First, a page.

Shepherd jailed for animal neglect

A SHEPHERD has been sentenced to six months in prison for what Trading Standards officials have described as the "worst" ever case of animal neglect in Suffolk.

By Danielle Nuttall

A SHEPHERD has been sentenced to six months in prison for what Trading Standards officials have described as the "worst" ever case of animal neglect in Suffolk.

Edward Howard, 54, caused unnecessary suffering to dozens of sheep on his land by not providing enough water, food and shelter.

Many of the animals were so weak from malnutrition and chronic sheep scab when they were found that they had to be put down by government vets.


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Howard, formerly of Campsea Ashe, but now of Churnwood Road, Colchester, admitted 15 charges relating to the mistreatment of sheep and also three further charges of not disposing of dead sheep.

Yesterday, at South East Suffolk Magistrates' Court, he was sentenced to six months in prison and banned from keeping livestock for a period of ten years.

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However, he was immediately released on unconditional bail pending an appeal.

The court heard how in 1997 Howard had obtained a licence to graze up to 500 livestock on land at the former RAF Bentwaters airbase, near Woodbridge.

During December 2000, he had agreed to look after more than 700 sheep belonging to four farmers from Yorkshire on his land, at a cost of 40p per sheep per week during the winter months.

Daniel Fugallo, prosecuting, told the court that during a visit on February 7, 2001, officers from Suffolk's Trading Standards department found 47 decomposing sheep littered throughout Howard's land.

One of the dead animals had become entangled in razor wire fencing and another was trapped by its right horn on another fence, Mr Fugallo told the court.

During another visit on February 21, 2001, officers discovered a further 42 dead sheep in and around former aircraft hangars.

The court heard that a post mortem examination on one of the animals had revealed malnutrition, overgrown hooves and "minimal stomach contents".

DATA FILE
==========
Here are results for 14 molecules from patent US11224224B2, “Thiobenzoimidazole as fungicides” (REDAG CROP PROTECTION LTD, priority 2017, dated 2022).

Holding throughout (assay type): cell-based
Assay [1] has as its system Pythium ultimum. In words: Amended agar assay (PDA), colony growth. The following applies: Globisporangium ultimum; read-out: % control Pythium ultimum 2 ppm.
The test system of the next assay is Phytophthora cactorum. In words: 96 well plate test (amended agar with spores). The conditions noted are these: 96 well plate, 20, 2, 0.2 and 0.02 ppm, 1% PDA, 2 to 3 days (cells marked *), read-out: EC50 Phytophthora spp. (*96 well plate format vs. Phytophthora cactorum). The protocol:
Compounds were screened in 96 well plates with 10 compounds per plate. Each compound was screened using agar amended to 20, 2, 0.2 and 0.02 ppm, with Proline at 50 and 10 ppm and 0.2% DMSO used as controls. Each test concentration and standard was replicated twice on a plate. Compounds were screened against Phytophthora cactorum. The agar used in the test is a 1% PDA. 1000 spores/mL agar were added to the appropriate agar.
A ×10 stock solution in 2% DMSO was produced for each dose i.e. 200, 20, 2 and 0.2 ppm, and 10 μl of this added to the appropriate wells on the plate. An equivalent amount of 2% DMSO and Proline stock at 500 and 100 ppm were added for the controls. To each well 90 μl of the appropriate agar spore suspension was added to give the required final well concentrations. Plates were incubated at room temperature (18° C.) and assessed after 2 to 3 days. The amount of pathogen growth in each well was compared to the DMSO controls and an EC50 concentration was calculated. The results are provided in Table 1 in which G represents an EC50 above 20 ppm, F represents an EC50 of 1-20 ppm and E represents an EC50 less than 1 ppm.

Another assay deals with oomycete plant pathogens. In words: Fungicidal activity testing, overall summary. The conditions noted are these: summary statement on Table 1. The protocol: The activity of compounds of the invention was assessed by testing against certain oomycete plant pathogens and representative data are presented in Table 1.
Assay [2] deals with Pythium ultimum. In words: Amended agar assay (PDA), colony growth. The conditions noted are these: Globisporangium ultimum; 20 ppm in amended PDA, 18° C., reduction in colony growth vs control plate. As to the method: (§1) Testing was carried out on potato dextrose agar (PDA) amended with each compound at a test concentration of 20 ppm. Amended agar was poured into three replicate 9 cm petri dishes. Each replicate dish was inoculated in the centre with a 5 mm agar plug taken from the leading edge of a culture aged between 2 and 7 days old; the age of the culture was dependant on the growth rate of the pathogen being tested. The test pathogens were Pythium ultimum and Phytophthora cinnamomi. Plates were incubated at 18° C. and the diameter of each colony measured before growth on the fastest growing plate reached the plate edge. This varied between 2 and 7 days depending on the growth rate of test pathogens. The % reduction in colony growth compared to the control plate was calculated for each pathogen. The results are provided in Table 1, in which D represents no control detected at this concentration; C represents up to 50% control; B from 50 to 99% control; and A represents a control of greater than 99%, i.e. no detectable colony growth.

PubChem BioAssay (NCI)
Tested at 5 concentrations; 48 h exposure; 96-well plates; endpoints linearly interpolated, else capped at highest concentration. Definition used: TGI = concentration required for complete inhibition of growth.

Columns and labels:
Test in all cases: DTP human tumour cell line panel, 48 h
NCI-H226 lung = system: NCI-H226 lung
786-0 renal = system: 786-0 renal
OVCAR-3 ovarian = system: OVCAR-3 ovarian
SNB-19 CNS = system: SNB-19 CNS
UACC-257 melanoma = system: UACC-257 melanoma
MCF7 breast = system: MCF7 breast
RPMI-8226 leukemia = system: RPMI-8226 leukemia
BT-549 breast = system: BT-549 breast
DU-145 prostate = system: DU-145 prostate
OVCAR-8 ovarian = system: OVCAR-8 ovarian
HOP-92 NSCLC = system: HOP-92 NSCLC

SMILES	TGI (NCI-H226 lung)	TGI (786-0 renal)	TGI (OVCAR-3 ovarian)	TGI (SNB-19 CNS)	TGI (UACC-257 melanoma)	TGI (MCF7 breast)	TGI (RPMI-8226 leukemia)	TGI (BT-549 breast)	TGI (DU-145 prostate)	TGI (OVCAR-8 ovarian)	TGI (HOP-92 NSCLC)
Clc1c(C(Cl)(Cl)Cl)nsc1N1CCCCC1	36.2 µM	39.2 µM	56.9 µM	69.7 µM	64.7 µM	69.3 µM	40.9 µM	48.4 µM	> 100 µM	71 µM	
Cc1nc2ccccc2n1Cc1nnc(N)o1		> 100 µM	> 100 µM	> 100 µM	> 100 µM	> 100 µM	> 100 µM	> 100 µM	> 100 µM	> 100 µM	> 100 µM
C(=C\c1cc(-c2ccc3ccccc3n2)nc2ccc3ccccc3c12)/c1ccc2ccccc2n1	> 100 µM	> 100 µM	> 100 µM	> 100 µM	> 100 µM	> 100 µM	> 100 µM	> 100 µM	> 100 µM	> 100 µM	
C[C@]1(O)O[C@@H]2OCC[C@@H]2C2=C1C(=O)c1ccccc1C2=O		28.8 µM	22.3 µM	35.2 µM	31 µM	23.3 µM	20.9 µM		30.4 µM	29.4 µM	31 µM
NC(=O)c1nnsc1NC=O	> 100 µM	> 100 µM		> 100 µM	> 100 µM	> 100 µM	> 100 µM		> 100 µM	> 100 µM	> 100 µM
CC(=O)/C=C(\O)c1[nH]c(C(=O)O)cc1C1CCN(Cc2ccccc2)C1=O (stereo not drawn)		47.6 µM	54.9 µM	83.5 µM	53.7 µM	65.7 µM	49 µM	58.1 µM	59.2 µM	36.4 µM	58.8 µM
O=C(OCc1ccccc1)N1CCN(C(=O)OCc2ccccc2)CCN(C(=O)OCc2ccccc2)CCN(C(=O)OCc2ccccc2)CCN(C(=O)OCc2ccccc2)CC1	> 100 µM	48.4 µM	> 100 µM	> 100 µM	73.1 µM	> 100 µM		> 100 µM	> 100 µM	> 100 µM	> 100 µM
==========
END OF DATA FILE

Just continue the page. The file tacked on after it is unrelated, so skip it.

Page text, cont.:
Mr Fugallo told the court of three other occasions when officials had visited the site and found other animals in an extremely poor condition.

"The condition of 28 animals that were slaughtered led the vet to conclude that the person responsible for the sheep had failed to take all reasonable steps to ensure their welfare" he said.

"She also concluded they had not been fed an adequate or wholesome diet, adequate protection from weather or predators or adequate water supply for the animals."

James Dixon, for Howard, said his client had always been unwilling to take full responsibility for what had happened to the animals.

He said Howard, who now works as an HGV driver, had reached an agreement with another man who agreed to transport the sheep to the farm and had no control over how many were eventually brought.

"When all these matters came to a head and indeed even before, Mr Howard was not someone who was just wanting to turn a blind eye to what was going on," he told the court.

Mr Dixon added that Howard had split up from his partner of seven years at the time the offences took place and was suffering from depression.

Speaking after the case, Roger Hopkins, assistant county trading standards officer, said he was pleased magistrates had imposed the maximum sentence as it reflected the seriousness of the offence.

"The neglect inflicted on these animals was the worst we have seen in Suffolk and somebody who was a vet said it was worst neglect ever he had seen.

"It was an extremely serious case. This is a lesson to anybody involved in keeping livestock to make sure they keep them in good condition."

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